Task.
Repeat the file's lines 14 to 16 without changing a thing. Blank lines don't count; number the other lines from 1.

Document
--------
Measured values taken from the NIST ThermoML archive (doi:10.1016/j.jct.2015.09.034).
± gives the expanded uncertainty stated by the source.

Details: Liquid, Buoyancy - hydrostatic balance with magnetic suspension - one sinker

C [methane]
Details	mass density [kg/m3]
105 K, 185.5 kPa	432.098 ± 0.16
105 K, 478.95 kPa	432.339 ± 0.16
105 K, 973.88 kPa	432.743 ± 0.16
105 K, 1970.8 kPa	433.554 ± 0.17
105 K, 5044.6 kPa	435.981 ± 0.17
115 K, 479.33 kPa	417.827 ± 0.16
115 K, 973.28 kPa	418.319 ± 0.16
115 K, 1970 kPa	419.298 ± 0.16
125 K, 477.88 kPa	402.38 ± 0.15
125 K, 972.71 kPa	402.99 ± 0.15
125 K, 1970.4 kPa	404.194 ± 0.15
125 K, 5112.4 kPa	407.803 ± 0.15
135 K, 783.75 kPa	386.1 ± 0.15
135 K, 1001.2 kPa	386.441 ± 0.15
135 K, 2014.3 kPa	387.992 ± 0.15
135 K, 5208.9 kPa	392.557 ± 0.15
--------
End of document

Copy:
125 K, 477.88 kPa	402.38 ± 0.15
125 K, 972.71 kPa	402.99 ± 0.15
125 K, 1970.4 kPa	404.194 ± 0.15